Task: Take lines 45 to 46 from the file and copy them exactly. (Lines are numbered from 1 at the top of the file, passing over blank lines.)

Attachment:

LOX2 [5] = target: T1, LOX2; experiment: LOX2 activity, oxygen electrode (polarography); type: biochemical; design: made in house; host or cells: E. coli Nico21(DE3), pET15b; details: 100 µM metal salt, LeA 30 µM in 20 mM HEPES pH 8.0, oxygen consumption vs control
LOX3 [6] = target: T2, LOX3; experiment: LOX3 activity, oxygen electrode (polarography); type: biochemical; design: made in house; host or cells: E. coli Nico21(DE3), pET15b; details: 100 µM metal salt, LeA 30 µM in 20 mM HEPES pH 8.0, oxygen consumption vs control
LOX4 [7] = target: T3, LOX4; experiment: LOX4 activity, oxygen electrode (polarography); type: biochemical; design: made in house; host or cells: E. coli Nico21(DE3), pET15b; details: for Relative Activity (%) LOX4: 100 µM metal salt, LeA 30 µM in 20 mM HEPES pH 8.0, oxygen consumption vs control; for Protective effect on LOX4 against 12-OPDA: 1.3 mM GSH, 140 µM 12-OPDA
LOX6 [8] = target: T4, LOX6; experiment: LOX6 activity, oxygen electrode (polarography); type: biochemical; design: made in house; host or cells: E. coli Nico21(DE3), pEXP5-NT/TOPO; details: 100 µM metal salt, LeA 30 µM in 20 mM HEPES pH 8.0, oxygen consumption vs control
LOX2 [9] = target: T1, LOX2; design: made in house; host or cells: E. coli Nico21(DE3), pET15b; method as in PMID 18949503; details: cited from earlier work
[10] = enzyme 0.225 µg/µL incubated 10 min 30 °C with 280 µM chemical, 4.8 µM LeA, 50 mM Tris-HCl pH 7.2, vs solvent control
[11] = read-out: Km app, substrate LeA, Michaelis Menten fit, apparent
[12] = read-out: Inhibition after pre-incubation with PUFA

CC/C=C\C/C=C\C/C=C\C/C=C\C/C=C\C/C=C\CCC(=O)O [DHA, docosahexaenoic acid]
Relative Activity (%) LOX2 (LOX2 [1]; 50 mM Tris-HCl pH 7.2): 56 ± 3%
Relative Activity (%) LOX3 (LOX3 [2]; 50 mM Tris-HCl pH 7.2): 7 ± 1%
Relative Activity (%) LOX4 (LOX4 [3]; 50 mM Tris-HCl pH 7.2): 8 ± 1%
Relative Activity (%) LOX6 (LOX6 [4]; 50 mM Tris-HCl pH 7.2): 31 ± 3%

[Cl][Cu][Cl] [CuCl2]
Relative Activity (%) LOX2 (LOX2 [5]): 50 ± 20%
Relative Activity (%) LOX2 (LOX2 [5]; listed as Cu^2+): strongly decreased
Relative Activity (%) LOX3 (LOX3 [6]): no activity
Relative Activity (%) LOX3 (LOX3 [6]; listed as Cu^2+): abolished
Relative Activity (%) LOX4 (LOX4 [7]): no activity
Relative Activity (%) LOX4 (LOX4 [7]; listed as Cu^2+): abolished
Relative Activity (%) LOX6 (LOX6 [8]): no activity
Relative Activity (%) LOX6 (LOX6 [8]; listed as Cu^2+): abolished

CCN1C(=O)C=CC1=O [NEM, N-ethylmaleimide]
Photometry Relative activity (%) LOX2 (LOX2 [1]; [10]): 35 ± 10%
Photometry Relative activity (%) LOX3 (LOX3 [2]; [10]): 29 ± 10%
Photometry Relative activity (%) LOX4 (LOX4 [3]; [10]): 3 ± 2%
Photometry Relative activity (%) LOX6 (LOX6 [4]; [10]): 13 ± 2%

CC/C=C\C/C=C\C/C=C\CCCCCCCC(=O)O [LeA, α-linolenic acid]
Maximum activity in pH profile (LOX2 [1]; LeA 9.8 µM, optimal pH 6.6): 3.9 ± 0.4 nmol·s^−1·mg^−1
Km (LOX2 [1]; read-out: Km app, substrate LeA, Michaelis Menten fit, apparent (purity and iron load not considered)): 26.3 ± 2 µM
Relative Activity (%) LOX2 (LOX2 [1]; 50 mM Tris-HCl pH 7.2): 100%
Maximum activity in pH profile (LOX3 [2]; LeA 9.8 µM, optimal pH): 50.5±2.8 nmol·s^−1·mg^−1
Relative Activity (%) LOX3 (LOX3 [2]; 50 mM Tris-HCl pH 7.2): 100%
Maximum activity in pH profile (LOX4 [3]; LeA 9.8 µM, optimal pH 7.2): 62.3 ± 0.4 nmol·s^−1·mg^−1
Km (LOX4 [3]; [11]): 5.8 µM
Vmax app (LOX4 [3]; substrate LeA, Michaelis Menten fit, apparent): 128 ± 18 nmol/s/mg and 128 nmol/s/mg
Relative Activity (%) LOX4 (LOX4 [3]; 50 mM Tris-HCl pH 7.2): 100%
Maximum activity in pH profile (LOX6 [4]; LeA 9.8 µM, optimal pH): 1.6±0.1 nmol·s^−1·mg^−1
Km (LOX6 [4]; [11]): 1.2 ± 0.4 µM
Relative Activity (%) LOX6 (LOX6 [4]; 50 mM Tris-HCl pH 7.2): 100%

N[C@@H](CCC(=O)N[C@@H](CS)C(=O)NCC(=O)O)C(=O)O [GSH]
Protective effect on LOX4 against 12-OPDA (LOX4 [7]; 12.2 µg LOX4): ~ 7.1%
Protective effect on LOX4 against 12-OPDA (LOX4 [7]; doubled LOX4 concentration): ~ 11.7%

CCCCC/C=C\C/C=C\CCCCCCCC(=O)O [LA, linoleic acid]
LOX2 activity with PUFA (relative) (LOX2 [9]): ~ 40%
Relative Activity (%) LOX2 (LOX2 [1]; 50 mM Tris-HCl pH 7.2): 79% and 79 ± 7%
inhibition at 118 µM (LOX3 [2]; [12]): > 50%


LOX2 activity with PUFA (relative) (LOX2 [9]): ~ 40%
Relative Activity (%) LOX2 (LOX2 [1]; 50 mM Tris-HCl pH 7.2): 79% and 79 ± 7%